Valeant, Pfizer, GlaxoSmithKline, Shire and Perrigo area all out there looking at deals. Pfizer is looking at big players, but maybe smaller, leaner and more R&D type shops might be better value. Keep up with this space with us.
Gene-Therapy companies are at it again and perhaps it is a good thing. Gene Therapy aims to cure numerous diseases by introducing new genes into the body instead of using traditional medicine. See just a few of the issues they aim to cure:
- Regenxbio Inc. - rare metabolic disease
- Voyager Therapeutics Inc, - hard-to-treat central nervous system conditions
- Dimension Therapeutics Inc. - treatment for a type of hemophilia
- UniQure BV - heart failure and other cardiac diseases
- GlaxoSmithKline Plc - adenosine deaminase severe combined immunodeficiency syndrome
In the WHEW! Category…..Vertex ($VRTX) CEO Jeff Leiden took home $45.8 million pay package last year as No. 40 among the highest-paid U.S. execs at publicly traded companies. Institutional Shareholder Services are suggesting that Shareholders should do something about it. ISS deemed Leiden's pay "excessive" and "not contingent upon rigorous performance conditions,"as the company said in a note to clients seen by Bloomberg. As ISS figures, Vertex is comparing itself unfairly with its Big Pharma peers, skewing its perspective and basing Leiden's salary on "non-rigorous" methods that shouldn't pass muster. The adviser is urging shareholders to cast a nonbinding vote of disapproval at Vertex' annual meeting on June 4, ISS told the news service.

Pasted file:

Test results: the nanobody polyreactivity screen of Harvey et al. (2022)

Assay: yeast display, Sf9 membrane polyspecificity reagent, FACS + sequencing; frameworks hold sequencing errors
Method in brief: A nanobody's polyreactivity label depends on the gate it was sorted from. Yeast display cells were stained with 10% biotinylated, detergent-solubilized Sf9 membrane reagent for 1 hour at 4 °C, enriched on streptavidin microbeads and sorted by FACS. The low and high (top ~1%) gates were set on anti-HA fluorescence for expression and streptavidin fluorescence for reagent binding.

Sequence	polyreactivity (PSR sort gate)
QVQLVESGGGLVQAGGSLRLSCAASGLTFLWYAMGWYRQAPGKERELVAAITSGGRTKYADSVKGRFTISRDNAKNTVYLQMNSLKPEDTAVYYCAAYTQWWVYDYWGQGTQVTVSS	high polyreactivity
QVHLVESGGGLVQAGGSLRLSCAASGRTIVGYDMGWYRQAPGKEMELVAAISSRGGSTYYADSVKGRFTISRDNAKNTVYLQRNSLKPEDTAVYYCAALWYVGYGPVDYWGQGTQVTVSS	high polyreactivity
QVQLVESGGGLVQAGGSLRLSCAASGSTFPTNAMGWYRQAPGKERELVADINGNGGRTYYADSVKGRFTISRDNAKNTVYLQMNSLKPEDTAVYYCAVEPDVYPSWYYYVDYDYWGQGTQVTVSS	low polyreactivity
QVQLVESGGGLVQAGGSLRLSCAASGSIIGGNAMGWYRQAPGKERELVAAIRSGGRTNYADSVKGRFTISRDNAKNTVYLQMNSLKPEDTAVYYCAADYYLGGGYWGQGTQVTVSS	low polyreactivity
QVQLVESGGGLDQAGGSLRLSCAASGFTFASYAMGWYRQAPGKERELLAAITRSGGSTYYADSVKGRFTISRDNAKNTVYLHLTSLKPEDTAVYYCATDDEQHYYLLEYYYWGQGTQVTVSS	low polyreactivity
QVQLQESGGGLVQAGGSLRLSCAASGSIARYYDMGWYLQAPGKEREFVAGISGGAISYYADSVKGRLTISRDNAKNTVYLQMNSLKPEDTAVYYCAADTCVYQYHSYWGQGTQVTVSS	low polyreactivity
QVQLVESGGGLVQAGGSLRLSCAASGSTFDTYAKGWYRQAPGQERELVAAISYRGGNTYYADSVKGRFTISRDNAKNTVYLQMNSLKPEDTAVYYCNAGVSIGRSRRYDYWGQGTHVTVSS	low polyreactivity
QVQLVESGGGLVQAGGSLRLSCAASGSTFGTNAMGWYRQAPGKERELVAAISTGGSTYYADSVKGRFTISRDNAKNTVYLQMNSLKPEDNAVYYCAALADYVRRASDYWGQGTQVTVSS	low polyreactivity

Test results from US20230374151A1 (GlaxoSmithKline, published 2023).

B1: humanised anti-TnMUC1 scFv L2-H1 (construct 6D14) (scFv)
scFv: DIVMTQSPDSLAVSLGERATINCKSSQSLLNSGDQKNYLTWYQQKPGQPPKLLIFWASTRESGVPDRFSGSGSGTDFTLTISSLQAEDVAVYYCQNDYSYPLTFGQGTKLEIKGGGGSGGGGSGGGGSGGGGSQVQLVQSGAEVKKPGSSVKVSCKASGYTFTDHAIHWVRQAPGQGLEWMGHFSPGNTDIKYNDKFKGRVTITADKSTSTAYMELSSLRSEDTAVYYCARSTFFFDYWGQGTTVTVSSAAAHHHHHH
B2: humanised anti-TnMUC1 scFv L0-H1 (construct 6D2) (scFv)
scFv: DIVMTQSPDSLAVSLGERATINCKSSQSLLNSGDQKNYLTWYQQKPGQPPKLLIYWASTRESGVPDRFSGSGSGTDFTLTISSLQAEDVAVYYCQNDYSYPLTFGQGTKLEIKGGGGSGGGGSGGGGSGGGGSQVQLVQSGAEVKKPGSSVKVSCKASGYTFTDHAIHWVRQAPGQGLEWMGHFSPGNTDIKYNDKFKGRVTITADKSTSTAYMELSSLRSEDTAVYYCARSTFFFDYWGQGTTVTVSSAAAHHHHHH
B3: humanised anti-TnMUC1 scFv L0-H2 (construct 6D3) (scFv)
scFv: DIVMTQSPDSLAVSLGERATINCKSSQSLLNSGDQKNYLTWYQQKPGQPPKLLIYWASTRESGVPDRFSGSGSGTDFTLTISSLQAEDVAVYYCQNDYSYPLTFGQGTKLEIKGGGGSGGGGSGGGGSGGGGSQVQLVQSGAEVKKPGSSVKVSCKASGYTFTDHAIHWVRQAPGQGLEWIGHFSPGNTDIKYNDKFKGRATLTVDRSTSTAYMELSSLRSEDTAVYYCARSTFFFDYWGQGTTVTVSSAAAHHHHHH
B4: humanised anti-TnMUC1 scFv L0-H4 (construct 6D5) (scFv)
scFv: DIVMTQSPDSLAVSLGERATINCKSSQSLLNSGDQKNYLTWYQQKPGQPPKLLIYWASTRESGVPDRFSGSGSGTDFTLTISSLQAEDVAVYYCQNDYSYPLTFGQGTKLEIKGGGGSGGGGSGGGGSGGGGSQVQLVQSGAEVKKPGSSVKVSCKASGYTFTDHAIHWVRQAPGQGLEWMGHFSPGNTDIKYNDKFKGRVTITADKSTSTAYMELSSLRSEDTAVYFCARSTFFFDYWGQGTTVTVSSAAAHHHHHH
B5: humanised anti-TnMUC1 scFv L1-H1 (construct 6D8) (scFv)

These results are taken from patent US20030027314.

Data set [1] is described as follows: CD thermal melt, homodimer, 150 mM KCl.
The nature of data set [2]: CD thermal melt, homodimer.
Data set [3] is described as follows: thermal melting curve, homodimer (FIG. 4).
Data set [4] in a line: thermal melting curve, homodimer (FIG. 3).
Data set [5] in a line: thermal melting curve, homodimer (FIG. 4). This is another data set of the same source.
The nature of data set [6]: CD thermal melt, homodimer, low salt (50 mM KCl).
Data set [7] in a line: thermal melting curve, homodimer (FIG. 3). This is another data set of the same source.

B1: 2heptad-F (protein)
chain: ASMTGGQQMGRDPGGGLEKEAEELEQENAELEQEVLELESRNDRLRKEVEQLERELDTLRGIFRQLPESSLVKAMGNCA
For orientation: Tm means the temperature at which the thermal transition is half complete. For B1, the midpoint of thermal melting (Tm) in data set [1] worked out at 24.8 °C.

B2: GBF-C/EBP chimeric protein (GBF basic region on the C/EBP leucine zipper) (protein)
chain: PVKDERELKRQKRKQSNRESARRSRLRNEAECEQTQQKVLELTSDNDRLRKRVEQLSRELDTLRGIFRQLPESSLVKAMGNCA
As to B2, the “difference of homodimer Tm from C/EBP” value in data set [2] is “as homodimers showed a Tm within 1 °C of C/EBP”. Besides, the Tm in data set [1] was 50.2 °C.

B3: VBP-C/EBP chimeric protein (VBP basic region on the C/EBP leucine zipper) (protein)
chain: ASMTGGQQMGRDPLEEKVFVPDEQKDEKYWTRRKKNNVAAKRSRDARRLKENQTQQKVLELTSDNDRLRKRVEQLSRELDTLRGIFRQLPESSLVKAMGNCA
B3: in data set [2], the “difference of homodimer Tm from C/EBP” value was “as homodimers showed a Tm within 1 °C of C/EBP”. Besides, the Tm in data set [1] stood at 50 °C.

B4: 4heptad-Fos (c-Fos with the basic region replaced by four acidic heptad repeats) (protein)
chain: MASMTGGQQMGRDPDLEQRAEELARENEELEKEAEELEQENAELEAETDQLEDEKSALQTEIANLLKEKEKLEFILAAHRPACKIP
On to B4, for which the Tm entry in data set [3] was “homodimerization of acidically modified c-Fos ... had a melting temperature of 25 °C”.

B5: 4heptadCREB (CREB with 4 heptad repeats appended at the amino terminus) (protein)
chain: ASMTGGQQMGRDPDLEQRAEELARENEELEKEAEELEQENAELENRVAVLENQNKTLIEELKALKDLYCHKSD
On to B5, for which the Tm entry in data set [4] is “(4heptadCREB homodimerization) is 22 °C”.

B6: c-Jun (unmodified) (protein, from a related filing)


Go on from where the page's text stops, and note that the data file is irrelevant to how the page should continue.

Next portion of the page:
If you thought that 3D Printing was just for hardware products, think again. Check out what the
National Institute of Health’s Heart Library and the life saving work it is able to augment. The library is part of the National Institutes of Health’s 3D Print Exchange -- an open, interactive website for researchers worldwide that offers tools, data and opportunity. This is an interesting read.
Editor's Note: Seth Yakatan is currently serving as Vice-President of Business Development for Invion, Ltd. (ASX:IVX). Seth has been professionally involved in the biotechnology industry for over 15 years through his work with Katan Associates.
Invion is a clinical-stage drug development company focused on the development of treatments for major market opportunities in inflammatory diseases including asthma, chronic bronchitis and lupus.